Times are changing and the future success of children lies in more than just traditional learning
24 May 2018| Last updated on 27 May 2018
Last week, Swiss International School Dubai’s Head of Technology Innovation, Mr. Amir Yazdanpanah, was interviewed by Gulf News for a section of their article, “Are tomorrow’s skills being taught today?” In his interview, Mr. Yazdanpanah said, “It has been widely established that future jobs will require a workforce with the ability to think creatively and know how to effectively execute ideas, projects, products and services.
Being skilled in STEM is important for future jobs, but I argue that having the ability to apply these skills through creativity, collaboration and innovation becomes even more critical. AI and Robotics may replace many jobs, but creativity and innovation skills will be extremely difficult to automate and replace with machines.”
It’s clear that the march of progress will keep on going, and schools and education will have to play catch-up if they want their students to be prepared for life in the future workforce.
In this article, we take a look at some of the important skills that your child should be learning in school.
1. Problem-Solving Ability and Critical Thinking
According to the World Economic Forum’s 2016 report, “The Future of Jobs,” problem-solving and critical thinking are among the skills that workers will need in 2020. Being able to see how multiple fields interact in all their complexity, and crafting innovative solutions in response, will be important in keeping up with future industries that involve data analytics, artificial intelligence, and a crossover of many disciplines and fields of inquiry. Many curricula are moving away from textbook-based learning and are teaching analytical thinking in their styles of instruction.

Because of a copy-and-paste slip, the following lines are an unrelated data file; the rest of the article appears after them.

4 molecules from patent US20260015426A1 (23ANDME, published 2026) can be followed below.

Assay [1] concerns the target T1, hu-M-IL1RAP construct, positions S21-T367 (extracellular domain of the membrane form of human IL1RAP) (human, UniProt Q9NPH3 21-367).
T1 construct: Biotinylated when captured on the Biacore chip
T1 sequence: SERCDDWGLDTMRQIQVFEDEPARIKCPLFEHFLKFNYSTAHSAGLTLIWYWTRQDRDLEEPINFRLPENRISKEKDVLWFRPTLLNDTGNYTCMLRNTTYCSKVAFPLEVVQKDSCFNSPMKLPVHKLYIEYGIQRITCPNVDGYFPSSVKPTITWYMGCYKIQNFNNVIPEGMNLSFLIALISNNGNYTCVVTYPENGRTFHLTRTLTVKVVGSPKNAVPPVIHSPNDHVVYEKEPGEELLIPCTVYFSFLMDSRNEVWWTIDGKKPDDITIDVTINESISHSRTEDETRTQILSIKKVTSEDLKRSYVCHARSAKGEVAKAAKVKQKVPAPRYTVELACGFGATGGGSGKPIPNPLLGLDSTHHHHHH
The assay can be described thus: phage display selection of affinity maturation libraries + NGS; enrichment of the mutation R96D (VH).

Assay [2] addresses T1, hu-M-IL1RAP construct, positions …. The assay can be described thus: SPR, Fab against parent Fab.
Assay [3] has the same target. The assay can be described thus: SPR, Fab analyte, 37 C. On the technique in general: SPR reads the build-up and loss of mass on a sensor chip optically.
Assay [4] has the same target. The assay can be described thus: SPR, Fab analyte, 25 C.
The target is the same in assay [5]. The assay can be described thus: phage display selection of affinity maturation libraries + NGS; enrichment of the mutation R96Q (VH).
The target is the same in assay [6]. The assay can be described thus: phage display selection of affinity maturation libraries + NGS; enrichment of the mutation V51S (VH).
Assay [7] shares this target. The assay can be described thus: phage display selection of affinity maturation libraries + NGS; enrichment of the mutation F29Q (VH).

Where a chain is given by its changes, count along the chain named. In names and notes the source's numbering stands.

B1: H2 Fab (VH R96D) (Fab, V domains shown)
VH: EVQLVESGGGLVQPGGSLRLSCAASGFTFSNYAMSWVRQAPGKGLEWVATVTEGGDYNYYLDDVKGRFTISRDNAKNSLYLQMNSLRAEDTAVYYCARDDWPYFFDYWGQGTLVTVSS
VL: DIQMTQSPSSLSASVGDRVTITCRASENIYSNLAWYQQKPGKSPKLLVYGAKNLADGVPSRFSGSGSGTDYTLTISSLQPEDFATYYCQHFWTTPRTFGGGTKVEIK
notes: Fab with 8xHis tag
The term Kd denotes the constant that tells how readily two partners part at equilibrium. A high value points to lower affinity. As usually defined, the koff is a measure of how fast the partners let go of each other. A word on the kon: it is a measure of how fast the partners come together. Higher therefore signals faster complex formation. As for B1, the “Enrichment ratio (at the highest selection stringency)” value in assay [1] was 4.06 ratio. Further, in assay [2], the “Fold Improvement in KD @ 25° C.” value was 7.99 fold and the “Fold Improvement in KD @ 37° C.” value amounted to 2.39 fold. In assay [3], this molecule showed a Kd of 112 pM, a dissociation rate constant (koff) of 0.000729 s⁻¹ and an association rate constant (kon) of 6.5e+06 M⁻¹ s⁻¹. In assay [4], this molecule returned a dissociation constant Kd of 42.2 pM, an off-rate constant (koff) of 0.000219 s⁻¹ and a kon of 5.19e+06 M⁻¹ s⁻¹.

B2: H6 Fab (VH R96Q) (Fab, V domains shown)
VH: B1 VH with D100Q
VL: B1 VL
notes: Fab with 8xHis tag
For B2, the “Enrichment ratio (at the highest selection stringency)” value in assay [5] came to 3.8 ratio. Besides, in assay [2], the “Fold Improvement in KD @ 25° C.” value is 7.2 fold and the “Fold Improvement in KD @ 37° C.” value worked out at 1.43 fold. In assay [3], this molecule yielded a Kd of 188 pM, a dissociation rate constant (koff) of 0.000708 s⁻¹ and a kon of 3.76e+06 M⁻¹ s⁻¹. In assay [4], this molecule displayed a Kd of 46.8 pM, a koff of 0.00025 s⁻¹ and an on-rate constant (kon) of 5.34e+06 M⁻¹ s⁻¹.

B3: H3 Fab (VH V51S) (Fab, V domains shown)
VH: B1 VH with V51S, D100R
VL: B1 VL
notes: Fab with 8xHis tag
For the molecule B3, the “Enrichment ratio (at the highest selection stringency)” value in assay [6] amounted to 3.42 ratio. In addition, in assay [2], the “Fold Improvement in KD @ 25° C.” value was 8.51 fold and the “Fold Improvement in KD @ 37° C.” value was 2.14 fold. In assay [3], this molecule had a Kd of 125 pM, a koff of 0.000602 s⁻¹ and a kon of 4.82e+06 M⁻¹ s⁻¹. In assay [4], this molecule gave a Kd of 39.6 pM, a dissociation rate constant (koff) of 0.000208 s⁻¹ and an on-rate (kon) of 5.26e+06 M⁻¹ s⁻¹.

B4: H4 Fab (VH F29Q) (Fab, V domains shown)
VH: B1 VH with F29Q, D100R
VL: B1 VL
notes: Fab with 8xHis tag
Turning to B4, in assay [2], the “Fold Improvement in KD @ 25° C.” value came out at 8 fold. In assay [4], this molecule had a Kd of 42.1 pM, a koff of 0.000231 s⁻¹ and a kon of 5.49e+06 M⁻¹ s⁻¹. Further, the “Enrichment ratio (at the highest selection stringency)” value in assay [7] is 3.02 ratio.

Another one of the WEF’s needed skills, creativity has always been an important tool for the workforce, but in the future working environment it will become even more essential, as greater automation displaces a lot of simple tasks. A good curriculum will have students engaged with their studies, and encouraged to develop creative solutions and approaches.
3. Technological Literacy
Today’s children may need to be exposed to new technologies as soon as their malleable minds become ready to accept them. They’re going to grow up in an age of unprecedented technological advancement, with information all around them and new advances by the minute.
Being able to keep up with fields such as robotics, AI, and machine learning will become important to their development as the future of the workforce. It lies on a good school to provide opportunities for its students to interact with new technologies, and integrate them into everyday learning.
4. Cognitive Flexibility
Adaptability and flexibility in the way one thinks will be key in the globalized, multidisciplinary future, where people from all over the world and from different cultures will interact, solving problems that rely on biology, physics, artificial intelligence, mechanical engineering, sociology, and a variety of other fields.
The quality of a school’s curriculum, as well as how it raises its students in the learning and nurturing environment, will determine how effectively children will learn this skill.
Today’s school for tomorrow’s adults
Swiss International School Dubai’s response to all these skills is to cultivate them, not only at a classroom level, but at a pastoral boarding school level as well, in each and every one of our students. We make use of the International Baccalaureate curriculum, which encourages critical thinking and discourse over rote memorization of facts and figures. We provide extracurricular activities for our students to help foster creativity and engage them in learning outside the classroom, while our Innovation Labs allow them to explore new technologies and fields in their own time.
Our commitment to bilingual education confers on our students all the benefits that bilingualism provides, including improved executive function, which leads to better cognitive flexibility. All these are in service of nurturing a better student who will be well-adjusted to working for the future.